Single-family home sales declined across most areas of Central Texas in September, while the median price in the region overall rose more than 5 percent, to $291,464, the latest figures show.
In its monthly report released Tuesday, the Austin Board of Realtors said there were 2,433 home sales in the Austin-Round Rock metro last month, down 4.3 percent from September 2016. Half of the homes sold for more than $291,464 and half for less, for a 5.3 percent increase in the median price over the prior September.
“Despite last month’s dip in home sales activity, it’s important to remember that we’re comparing our current figures to the record-breaking housing market activity in 2016 and it’s not necessarily indicative of a downturn,” Brandy Guthrie, president of the Austin Board of Realtors, said in a written statement.
Home sales declined in most Central Texas counties last month compared with September 2016, with the exception of Williamson County, where volume was up 1 percent. Home sales declined 8.6 percent in Travis County; 0.3 percent in Hays County; and 4.1 percent in the city of Austin.
Home prices, however, continued to rise at a steady pace. Within Austin’s city limits, the median price rose 4 percent, to $355,000.
Although the region’s housing supply is edging up, it still remains a seller’s market, experts say.
“Home builders in Central Texas continue to play catch-up, trying to keep pace with the demand for housing brought on by the surging population in the region in recent years,” said local housing market consultant Eldon Rude, principal of 360 Real Estate Analytics. “The strongest segment of the market remains first-time home buyers, many of whom are eager to purchase a home after tiring of constant rent increases for their apartments.”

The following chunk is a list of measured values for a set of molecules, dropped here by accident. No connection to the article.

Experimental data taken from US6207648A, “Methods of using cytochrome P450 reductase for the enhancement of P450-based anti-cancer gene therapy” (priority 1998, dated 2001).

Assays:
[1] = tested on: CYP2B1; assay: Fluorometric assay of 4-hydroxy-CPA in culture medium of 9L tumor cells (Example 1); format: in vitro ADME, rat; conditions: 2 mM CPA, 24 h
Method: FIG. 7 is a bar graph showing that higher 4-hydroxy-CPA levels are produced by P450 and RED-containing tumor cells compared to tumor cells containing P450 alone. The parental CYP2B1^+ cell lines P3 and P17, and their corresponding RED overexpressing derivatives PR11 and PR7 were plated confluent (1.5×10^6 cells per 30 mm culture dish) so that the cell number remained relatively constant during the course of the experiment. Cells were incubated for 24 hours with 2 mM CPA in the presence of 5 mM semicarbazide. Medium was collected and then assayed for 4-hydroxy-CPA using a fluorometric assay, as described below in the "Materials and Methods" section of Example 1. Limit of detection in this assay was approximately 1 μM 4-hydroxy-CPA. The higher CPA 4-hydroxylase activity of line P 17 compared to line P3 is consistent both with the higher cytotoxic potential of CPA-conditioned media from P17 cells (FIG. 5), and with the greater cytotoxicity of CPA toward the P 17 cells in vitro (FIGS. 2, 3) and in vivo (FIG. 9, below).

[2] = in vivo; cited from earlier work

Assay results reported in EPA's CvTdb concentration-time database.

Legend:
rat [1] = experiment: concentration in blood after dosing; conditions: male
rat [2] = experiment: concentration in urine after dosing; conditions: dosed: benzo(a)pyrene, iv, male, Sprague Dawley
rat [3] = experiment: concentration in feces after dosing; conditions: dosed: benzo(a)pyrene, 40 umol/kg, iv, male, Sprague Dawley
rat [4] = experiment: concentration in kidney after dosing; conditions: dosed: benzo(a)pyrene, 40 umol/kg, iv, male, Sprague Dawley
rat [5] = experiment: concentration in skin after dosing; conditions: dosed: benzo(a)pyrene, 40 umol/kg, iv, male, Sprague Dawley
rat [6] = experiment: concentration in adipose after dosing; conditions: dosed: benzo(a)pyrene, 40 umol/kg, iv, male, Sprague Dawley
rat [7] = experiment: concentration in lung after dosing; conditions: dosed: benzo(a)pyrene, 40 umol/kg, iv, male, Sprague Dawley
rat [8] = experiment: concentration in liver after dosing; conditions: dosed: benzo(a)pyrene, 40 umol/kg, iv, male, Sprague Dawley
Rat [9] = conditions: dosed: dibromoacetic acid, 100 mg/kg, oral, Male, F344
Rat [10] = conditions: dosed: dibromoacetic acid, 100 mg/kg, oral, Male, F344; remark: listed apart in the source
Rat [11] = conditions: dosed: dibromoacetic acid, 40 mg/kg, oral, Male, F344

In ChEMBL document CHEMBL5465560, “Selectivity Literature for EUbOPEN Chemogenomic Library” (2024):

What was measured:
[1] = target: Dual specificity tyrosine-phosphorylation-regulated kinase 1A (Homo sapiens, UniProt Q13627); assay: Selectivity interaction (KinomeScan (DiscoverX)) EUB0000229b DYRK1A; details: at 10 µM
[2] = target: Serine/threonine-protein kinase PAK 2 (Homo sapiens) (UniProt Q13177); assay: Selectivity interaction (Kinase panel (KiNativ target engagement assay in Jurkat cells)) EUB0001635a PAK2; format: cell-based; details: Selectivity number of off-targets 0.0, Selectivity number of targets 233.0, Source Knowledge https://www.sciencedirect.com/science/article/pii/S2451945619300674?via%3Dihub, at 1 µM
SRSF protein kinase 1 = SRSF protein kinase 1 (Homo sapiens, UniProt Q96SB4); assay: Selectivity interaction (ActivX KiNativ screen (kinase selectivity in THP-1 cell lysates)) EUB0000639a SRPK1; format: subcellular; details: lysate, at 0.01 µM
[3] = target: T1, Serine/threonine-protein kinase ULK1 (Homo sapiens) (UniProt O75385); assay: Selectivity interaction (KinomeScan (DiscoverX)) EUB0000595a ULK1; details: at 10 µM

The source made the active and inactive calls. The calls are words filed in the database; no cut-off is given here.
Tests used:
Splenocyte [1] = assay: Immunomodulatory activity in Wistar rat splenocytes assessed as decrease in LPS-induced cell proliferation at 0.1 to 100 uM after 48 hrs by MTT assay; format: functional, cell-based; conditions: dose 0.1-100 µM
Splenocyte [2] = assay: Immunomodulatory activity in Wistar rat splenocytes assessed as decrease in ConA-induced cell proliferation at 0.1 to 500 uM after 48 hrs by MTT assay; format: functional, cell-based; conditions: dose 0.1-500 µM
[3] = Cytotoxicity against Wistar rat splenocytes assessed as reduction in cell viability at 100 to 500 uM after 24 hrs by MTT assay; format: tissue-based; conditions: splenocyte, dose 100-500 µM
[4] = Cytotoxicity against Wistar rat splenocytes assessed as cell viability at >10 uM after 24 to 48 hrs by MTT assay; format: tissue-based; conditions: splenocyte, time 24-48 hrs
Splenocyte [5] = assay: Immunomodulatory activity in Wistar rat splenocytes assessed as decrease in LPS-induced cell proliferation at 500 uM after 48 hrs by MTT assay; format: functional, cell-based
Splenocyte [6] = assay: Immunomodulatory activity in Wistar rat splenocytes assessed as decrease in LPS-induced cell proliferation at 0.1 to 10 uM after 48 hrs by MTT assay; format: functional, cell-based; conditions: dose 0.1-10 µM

Lawrence Yun, chief economist for the National Association of Realtors said the “steady depletion of housing inventory” in the local market “is resulting in a fast rise in home prices and affordability challenges. The construction of single-family homes as well as condominiums needs to ramp up higher in order to fully satisfy housing demand and maintain housing affordability. Otherwise, job growth could stall and bring less dynamism to the local economy.”
Richard Caprioli, a real estate advisor with the Engel & Völkers real estate brokerage in Austin, said that with affordability a “huge concern,” some buyers are turning to condominium living.
“I’ve had a huge amount of interest in my new development listing, SoMa Village,” a gated community of 46 condominiums under construction at 6800 Manchaca Road with prices starting at about $300,000, Caprioli said. “I think this part of South Austin, just south of Ben White (Boulevard), is one of the hottest areas right now. Buyers are smart and well informed, they see the value in new construction pre-sales pricing and are willing to lock in a good price now and wait for completion in the spring.”
Barbara McLaughlin, an agent with JB Goodwin Realtors in Austin, said that after a slow September, the resale market has started picking up in the last two weeks. She said she also is seeing “a lot more traffic” in new-home communities, where some builders are offering buyers discounts of $15,000 to $20,000.
Looking ahead, Rude said he expects Austin’s housing market “to remain healthy well into 2018, although the recent slowing in job growth in the area might begin to dampen demand late next year or in early 2019.”
Yun said that slightly higher mortgage rates next year “will further pressure affordability and therefore attest to even greater need for new home construction to tame home price pressure.”